TRIBE STERRHINI
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Idaea Treitschke

Type species: aversata Linnaeus, Europe.

Synonyms: currently over fifty genus-group names are placed in synonymy with Idaea. They are listed by Nielsen, Edwards & Rangsi (1996). No comprehensive attempt has been made to assess whether their type species share the characters discussed below in definition of the genus but a selection that have already been dissected in the BMNH collection or are illustrated in the literature such as Pierce (1914) do conform (e.g. all those based in European species, plus Cacorista Warren, Carphoxera Riley, Mnesterodes Meyrick and Pythodora Meyrick).

The genus has male genitalia typical of the tribe, with the valves simple, strap-like, tapering to the apex where a few slightly more robust setae or an apical spine may occur. Many species have only a single cornutus in the aedeagus vesica, though others have more. Coremata have only been noted at the valve bases in a trio of species from New Caledonia (Holloway, 1979) and where indicated in the species descriptions following. I. themeropis West has strong rugosity on the second abdominal sternite and some species have pouches, though others lack any modification.

The females have the general spining in the bursa discussed in the tribal description but its extent is highly variable, apparently correlating to some extent with the size and number of cornuti in the aedeagus vesica of the respective male.

The generality of this definition is not entirely satisfactory, but a global review of the genus as currently constituted would be necessary to establish whether any useful subdivisions can be clearly characterised. However, one fairly obvious separation of a natural group, that of Lophophleps Hampson, is made later. The structure of the female genitalia, more so than the male, may provide a basis for recognising further natural groupings with Idaea: brief comments on genitalic features of both sexes will be made as taxonomic notes for each species. Indeed there seems to be a grade towards the characteristics of Lophophleps in the number of cornuti in the aedeagus, spining and reversed back flexure of the bursa, presence of coremata on the male genitalia and elsewhere in the abdomen, loss of a structure on the male second sternite and projection of its posterior margin and the lateral, elongate, strutted lacunae into the centre of the third sternite. Species from I. craspedota Prout onwards show these bands progressively. Genus-group names such as Janarda Moore (species like I. protensa Butler ) and Andragrupos Hampson (see I. violacea Hampson) are involved.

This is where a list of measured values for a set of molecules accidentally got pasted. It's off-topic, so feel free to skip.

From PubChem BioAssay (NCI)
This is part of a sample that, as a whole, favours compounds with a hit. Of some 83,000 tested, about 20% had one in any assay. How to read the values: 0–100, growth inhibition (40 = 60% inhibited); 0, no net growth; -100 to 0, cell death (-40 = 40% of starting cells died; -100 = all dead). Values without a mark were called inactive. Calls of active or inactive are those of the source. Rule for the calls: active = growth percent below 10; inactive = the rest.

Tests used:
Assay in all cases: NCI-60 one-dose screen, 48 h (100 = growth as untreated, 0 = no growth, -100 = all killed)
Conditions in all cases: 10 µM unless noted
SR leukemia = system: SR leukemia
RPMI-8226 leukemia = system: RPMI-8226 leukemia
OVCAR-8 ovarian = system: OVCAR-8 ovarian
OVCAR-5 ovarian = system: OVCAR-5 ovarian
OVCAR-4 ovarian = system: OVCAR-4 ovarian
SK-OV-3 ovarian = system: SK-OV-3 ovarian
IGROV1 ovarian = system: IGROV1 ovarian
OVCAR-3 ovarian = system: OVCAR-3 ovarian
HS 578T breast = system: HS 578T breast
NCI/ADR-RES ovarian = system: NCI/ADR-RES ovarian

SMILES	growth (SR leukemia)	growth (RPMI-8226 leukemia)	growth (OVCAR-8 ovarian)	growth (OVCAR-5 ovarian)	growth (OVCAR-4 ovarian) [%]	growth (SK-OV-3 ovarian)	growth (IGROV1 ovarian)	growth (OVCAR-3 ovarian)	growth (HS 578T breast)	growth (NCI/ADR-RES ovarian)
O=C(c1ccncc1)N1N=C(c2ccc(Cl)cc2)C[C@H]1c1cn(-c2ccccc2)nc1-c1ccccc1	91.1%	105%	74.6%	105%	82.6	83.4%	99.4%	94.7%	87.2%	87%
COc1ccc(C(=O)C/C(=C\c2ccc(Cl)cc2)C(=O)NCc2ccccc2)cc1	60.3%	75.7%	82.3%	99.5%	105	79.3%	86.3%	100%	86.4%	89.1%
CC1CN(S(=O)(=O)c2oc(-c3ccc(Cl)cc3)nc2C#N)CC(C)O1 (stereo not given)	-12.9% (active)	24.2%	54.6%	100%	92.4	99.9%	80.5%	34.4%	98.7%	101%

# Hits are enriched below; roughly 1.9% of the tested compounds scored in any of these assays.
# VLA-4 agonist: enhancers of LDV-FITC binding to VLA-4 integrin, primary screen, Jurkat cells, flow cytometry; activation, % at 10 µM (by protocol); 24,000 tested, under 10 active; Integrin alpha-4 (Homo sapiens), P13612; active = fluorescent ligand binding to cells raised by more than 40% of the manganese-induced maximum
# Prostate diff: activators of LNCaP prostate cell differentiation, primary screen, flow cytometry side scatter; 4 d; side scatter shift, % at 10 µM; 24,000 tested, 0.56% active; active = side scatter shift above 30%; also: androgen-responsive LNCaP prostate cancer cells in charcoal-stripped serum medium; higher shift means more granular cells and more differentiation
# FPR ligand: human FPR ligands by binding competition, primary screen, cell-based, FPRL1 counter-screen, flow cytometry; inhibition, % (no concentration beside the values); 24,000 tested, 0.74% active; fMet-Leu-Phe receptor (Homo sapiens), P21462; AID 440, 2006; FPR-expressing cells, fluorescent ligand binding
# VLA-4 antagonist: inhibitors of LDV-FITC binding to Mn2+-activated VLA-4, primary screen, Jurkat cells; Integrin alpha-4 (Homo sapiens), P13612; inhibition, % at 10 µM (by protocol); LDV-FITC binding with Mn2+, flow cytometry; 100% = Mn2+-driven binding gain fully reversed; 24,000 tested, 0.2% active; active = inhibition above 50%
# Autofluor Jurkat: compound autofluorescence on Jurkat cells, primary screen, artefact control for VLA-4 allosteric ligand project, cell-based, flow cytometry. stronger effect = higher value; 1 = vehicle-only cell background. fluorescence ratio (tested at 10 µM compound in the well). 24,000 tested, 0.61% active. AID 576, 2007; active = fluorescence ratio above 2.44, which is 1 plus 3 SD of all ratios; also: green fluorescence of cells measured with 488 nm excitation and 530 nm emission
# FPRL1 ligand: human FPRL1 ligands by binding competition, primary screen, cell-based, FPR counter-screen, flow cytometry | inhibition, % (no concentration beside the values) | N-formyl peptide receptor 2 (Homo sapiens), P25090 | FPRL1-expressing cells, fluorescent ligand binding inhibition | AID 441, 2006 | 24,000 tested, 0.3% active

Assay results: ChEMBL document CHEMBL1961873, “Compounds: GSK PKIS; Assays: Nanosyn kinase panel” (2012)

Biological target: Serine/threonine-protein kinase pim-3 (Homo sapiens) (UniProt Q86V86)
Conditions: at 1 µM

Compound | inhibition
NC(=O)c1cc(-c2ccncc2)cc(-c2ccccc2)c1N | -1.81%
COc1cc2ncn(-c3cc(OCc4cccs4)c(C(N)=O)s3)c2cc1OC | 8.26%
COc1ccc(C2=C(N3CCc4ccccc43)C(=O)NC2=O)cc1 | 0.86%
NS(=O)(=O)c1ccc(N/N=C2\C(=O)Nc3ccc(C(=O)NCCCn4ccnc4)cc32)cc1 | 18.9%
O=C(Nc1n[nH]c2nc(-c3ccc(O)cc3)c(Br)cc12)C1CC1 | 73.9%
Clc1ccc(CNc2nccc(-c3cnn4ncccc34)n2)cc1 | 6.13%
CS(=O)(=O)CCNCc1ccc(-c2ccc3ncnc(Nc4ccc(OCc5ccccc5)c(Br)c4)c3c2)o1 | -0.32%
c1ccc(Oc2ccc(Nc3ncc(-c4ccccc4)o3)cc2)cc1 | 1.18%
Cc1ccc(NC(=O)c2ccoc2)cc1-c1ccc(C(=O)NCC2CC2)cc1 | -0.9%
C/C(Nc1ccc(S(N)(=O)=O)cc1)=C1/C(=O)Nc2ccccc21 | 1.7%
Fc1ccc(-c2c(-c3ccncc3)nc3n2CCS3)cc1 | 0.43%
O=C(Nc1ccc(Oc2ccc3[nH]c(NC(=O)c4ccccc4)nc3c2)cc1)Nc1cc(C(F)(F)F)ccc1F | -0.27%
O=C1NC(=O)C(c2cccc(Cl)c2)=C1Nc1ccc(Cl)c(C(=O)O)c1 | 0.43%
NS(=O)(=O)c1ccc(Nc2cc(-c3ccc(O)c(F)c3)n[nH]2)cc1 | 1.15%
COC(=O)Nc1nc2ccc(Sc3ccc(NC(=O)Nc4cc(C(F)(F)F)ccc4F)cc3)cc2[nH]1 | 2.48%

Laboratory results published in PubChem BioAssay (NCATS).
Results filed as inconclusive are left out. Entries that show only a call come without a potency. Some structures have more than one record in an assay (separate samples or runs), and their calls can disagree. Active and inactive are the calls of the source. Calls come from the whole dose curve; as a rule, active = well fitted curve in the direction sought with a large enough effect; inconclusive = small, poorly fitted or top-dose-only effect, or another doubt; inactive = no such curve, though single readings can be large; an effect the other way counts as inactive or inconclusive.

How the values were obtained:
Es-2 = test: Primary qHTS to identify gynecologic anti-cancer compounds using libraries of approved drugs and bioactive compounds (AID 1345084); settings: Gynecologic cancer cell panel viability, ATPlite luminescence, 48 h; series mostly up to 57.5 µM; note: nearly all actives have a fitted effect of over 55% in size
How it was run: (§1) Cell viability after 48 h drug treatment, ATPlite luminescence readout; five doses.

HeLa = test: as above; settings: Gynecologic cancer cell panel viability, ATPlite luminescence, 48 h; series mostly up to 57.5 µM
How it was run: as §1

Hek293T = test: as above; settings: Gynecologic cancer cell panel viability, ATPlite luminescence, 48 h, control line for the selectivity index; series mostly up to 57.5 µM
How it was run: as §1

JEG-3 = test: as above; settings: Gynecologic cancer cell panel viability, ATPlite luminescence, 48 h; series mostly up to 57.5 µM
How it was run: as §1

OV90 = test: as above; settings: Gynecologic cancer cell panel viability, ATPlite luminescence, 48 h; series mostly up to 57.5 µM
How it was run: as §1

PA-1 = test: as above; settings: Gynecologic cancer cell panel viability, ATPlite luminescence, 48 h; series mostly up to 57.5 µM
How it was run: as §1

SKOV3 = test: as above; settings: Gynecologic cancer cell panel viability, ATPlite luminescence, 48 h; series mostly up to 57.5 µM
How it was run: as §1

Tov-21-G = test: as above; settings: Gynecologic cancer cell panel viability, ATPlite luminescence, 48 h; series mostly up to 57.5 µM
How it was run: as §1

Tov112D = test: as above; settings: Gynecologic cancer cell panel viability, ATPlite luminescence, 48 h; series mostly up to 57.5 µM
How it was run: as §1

A number of unidentified species are represented by limited material, and correlation of the sexes is very difficult. Hence these are listed at the end, but not formally described as new. Also, three species described from Sumatra, I. afflata Fuchs, I. infantilaria Fuchs and I. salebrosa Fuchs, need to be examined, but the type material has yet to be located. The original descriptions, particularly with reference to hindwing shape, suggest these may be more referable to Lophophleps than to Idaea.

General comments on early stages and biology are made in the tribal introduction, but all too little is known of the life histories of South-east Asian species.

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